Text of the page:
Another update on the recent LastPass data breach has revealed even more potentially bad news for users of the password manager. (opens in a new tab).
Paddy Srinivasan, CEO of LastPass parent company GoTo, revealed in a blog post (opens in a new tab) that attackers targeting the third-party cloud storage service shared by both companies managed to exfiltrate encrypted backups related to a number of products.
These products include Central, Pro, join.me, Hamachi, and RemotelyAnywhere.
Encryption key taken
In addition to the encrypted backups, the attackers also extracted an encryption key for “a portion” of the encrypted backups, Srinivasan added.
The data now at risk includes account usernames, salted and hashed passwords, a portion of multi-factor authentication (MFA) settings, and some product settings and license information. Credit card or bank details were not affected. Dates of birth, home addresses and Social Security numbers were also said to be safe, since GoTo does not store any of these.
Additionally, the MFA settings of a “small subset” of Rescue and GoToMyPC users have been affected. However, it was said that no encrypted databases had been taken.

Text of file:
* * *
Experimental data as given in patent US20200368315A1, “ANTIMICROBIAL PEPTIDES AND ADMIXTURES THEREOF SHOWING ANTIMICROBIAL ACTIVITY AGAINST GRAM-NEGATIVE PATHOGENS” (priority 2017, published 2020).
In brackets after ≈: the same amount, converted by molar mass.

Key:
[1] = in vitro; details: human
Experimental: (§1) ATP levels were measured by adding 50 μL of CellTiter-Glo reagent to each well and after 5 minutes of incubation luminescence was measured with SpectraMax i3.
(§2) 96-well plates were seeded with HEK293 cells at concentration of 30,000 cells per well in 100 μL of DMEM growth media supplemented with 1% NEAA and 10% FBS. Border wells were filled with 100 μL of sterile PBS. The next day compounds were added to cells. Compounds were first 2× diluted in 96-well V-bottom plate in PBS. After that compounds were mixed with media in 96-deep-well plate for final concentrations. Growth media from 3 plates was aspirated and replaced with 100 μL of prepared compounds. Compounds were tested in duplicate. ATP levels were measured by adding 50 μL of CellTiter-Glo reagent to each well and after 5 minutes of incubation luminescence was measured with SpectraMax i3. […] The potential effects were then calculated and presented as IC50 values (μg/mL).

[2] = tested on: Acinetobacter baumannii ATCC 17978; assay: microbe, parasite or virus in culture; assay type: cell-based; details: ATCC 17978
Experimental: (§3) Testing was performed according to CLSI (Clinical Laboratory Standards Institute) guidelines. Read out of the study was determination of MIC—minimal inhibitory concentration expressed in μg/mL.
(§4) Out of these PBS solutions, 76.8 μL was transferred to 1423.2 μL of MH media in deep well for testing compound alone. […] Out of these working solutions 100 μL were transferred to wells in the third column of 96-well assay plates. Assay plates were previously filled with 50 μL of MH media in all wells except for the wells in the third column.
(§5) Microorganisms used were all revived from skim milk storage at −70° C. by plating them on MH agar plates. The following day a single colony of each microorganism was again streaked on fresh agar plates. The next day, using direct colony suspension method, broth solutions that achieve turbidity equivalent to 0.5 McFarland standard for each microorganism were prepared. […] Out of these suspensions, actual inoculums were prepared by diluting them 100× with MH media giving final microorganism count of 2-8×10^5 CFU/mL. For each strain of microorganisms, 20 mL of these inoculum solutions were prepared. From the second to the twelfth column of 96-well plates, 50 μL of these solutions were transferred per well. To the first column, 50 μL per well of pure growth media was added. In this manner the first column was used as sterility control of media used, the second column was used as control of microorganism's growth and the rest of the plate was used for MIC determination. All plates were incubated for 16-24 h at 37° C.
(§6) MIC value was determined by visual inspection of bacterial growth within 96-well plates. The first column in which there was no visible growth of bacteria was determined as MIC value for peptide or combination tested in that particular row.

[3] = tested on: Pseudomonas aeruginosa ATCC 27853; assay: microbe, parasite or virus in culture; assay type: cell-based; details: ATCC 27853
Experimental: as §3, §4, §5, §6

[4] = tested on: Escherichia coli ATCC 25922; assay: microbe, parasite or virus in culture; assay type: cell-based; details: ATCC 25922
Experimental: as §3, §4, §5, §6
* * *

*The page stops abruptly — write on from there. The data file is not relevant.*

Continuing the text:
While all account passwords were hacked and scrambled “in accordance with best practices,” GoTo still reset the passwords. (opens in a new tab) of affected users and asked them to reauthorize their MFA settings, where possible. The CEO also said the company is migrating affected accounts to an enhanced identity management platform to provide additional security and stronger login and authentication-based security options.
Affected customers are being contacted directly, Srinivasan confirmed.
LastPass first reported that it suffered a data breach in November 2022. An initial investigation determined that hackers managed to steal customer vaults, essentially databases containing all of their passwords. However, the vaults themselves are encrypted, which means it won’t be as easy for thieves to read their contents.
“These encrypted fields remain protected with 256-bit AES encryption and can only be decrypted with a unique encryption key derived from each user’s master password using our Zero Knowledge architecture,” said Karim Toubba, CEO of LastPass. “As a reminder, Master Password is never known by LastPass and is not stored or maintained by LastPass.”